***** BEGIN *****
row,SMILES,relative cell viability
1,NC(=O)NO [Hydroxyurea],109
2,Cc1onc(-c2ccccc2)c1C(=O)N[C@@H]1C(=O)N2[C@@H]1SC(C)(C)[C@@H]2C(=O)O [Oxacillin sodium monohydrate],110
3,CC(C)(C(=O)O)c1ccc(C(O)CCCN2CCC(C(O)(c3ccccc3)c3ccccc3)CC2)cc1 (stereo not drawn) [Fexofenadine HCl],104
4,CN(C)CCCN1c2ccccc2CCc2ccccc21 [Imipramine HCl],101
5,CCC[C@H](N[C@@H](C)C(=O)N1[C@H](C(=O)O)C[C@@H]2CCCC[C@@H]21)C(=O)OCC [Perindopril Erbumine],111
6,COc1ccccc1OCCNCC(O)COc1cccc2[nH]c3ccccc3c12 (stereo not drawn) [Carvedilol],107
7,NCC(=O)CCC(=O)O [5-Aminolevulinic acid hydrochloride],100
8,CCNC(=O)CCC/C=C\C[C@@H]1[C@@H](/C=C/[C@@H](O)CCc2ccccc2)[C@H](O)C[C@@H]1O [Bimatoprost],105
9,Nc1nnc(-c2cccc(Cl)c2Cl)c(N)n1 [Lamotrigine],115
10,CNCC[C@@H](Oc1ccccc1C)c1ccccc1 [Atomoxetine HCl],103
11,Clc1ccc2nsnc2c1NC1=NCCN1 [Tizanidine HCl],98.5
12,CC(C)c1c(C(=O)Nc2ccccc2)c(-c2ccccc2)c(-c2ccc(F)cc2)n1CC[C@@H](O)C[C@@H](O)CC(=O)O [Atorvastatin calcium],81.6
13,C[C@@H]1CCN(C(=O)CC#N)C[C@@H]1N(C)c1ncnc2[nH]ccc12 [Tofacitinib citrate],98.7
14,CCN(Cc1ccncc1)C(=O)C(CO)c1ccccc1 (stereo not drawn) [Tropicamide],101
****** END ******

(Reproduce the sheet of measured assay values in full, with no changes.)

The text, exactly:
row,SMILES,relative cell viability
1,NC(=O)NO [Hydroxyurea],109
2,Cc1onc(-c2ccccc2)c1C(=O)N[C@@H]1C(=O)N2[C@@H]1SC(C)(C)[C@@H]2C(=O)O [Oxacillin sodium monohydrate],110
3,CC(C)(C(=O)O)c1ccc(C(O)CCCN2CCC(C(O)(c3ccccc3)c3ccccc3)CC2)cc1 (stereo not drawn) [Fexofenadine HCl],104
4,CN(C)CCCN1c2ccccc2CCc2ccccc21 [Imipramine HCl],101
5,CCC[C@H](N[C@@H](C)C(=O)N1[C@H](C(=O)O)C[C@@H]2CCCC[C@@H]21)C(=O)OCC [Perindopril Erbumine],111
6,COc1ccccc1OCCNCC(O)COc1cccc2[nH]c3ccccc3c12 (stereo not drawn) [Carvedilol],107
7,NCC(=O)CCC(=O)O [5-Aminolevulinic acid hydrochloride],100
8,CCNC(=O)CCC/C=C\C[C@@H]1[C@@H](/C=C/[C@@H](O)CCc2ccccc2)[C@H](O)C[C@@H]1O [Bimatoprost],105
9,Nc1nnc(-c2cccc(Cl)c2Cl)c(N)n1 [Lamotrigine],115
10,CNCC[C@@H](Oc1ccccc1C)c1ccccc1 [Atomoxetine HCl],103
11,Clc1ccc2nsnc2c1NC1=NCCN1 [Tizanidine HCl],98.5
12,CC(C)c1c(C(=O)Nc2ccccc2)c(-c2ccccc2)c(-c2ccc(F)cc2)n1CC[C@@H](O)C[C@@H](O)CC(=O)O [Atorvastatin calcium],81.6
13,C[C@@H]1CCN(C(=O)CC#N)C[C@@H]1N(C)c1ncnc2[nH]ccc12 [Tofacitinib citrate],98.7
14,CCN(Cc1ccncc1)C(=O)C(CO)c1ccccc1 (stereo not drawn) [Tropicamide],101